(This article was originally published by the Times Higher Education)
Efforts to promote race equality in higher education have petered out and had “little impact”, a conference has heard.
Speaking at the British Sociological Association’s annual conference in Leeds on 13 April, Andrew Pilkington, professor of sociology at University of Northampton, said the impact of initiatives to encourage race equality in academic recruitment under the Labour government had been “short-lived”.
Efforts to ensure gender equality far outweighed those to eliminate racial discrimination, argued Professor Pilkington, whose books include Institutional Racism in the Academy: A Case Study.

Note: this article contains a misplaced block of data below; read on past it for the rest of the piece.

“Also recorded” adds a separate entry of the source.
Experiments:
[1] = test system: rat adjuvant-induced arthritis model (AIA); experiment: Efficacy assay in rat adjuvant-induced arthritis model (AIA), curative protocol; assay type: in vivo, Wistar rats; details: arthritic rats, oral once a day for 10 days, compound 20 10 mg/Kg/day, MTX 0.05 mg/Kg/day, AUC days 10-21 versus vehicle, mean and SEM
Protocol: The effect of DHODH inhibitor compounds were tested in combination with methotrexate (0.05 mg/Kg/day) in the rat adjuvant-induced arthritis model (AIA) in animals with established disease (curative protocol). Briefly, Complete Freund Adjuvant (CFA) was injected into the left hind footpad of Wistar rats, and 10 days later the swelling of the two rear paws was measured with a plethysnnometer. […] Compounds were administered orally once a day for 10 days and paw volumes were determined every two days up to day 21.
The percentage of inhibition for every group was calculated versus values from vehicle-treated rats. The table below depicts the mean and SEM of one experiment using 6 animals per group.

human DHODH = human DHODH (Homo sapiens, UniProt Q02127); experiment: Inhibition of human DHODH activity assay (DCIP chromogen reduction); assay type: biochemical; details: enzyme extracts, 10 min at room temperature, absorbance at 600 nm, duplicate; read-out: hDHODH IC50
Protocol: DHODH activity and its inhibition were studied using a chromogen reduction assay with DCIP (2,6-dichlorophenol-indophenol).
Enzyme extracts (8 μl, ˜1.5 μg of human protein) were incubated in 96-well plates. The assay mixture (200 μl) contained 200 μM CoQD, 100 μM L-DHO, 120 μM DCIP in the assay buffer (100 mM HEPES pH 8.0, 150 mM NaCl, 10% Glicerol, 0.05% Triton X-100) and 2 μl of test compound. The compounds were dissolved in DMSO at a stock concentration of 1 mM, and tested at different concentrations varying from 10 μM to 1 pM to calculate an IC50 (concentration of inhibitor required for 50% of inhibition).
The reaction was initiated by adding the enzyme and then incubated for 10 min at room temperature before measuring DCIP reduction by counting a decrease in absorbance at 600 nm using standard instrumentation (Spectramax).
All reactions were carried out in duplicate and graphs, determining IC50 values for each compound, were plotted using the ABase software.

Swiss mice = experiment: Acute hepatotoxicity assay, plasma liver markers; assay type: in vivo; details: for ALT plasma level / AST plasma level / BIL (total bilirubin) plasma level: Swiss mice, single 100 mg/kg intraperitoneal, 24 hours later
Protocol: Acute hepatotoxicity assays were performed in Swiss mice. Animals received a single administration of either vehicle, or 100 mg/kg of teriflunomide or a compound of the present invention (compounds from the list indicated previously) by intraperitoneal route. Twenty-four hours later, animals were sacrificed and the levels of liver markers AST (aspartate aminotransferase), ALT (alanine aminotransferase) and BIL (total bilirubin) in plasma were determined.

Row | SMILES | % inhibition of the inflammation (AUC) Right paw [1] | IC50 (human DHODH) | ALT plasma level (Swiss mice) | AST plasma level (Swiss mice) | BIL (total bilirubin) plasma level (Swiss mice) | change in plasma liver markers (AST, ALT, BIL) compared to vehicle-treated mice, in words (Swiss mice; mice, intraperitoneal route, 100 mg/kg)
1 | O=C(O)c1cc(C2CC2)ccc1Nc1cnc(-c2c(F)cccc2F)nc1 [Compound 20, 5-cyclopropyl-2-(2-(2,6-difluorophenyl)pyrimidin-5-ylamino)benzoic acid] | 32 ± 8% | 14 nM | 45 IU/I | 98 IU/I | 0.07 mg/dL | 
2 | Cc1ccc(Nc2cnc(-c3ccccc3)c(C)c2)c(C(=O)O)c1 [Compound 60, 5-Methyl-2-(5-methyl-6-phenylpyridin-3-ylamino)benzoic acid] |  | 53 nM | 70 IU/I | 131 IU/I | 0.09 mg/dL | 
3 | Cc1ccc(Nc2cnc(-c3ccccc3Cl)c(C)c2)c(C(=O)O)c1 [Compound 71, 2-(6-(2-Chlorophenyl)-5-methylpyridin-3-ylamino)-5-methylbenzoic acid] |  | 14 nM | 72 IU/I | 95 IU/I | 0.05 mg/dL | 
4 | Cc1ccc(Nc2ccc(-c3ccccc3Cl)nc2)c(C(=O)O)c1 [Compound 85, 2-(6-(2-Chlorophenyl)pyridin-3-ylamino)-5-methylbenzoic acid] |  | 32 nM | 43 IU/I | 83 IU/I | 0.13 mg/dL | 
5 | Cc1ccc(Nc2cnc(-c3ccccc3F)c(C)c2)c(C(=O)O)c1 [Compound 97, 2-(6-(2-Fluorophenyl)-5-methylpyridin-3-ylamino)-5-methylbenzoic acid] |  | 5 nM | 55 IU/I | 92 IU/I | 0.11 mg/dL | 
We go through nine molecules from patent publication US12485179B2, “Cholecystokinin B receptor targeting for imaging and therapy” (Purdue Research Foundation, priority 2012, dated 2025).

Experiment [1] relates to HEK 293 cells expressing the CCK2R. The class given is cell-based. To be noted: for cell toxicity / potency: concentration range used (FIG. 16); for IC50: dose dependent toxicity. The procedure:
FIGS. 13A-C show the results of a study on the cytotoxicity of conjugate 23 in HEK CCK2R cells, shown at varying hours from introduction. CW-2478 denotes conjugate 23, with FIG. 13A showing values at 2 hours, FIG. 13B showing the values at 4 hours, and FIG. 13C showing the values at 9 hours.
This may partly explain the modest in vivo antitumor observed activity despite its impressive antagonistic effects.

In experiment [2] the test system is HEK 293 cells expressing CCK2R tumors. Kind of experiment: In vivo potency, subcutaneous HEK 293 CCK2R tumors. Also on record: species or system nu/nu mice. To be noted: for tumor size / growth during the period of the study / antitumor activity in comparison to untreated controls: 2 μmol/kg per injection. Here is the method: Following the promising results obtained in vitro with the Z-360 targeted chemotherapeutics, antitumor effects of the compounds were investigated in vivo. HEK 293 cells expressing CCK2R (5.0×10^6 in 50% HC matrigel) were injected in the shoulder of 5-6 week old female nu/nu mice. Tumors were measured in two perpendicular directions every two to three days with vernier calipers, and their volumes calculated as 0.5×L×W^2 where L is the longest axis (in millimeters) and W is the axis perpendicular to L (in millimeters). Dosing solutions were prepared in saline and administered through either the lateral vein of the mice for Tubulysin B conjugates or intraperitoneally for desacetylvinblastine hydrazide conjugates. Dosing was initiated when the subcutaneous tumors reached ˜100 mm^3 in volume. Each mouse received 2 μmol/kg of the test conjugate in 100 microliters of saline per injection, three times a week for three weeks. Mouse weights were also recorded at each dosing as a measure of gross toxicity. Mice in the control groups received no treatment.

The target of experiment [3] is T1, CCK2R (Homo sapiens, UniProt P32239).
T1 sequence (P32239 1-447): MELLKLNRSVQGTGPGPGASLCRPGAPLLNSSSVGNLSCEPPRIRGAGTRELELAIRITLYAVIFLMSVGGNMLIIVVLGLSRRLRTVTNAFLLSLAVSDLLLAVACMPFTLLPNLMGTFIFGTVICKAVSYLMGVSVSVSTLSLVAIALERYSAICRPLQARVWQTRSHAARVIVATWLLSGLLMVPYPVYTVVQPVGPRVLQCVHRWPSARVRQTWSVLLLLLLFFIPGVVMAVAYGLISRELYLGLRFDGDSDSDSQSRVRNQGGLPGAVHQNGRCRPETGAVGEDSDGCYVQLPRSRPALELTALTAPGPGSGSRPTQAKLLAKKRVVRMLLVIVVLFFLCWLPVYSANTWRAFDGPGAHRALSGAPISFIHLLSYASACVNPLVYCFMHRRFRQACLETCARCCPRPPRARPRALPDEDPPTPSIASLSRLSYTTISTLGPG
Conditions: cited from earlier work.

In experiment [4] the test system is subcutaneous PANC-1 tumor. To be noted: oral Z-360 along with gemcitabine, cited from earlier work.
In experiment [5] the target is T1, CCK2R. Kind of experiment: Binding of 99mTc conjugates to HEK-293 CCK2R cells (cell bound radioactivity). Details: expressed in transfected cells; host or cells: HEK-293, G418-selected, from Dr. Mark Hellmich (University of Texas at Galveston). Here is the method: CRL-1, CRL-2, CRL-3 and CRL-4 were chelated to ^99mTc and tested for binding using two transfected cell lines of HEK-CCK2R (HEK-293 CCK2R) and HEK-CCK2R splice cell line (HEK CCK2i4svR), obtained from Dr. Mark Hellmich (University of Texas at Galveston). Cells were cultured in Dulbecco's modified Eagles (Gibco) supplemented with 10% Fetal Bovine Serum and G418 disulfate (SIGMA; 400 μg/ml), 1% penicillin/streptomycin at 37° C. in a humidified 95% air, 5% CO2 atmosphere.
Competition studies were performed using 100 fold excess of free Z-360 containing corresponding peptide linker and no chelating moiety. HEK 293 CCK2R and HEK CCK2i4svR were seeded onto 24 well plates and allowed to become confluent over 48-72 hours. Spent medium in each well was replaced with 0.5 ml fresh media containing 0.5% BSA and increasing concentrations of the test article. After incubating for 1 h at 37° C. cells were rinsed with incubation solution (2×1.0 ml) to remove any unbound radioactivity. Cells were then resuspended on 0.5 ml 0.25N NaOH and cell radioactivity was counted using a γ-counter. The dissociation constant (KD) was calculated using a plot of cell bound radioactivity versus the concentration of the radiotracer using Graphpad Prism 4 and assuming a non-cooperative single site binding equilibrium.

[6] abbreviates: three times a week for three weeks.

Diversity issues had “fallen down the agenda” in the past decade, he added, while the government now paid only “lip service” to race equality matters.
He quoted from a 2003 report carried out by Gus John, visiting professor of education at the University of Strathclyde, which said that “results suggest that many universities were still struggling to come to terms with what the legislation requires and that they remain on a steep learning curve”.
“Evidence [pointed] to failures in data gathering and target setting, [which] suggests that many universities have not taken equal opportunities policies seriously”, he said.
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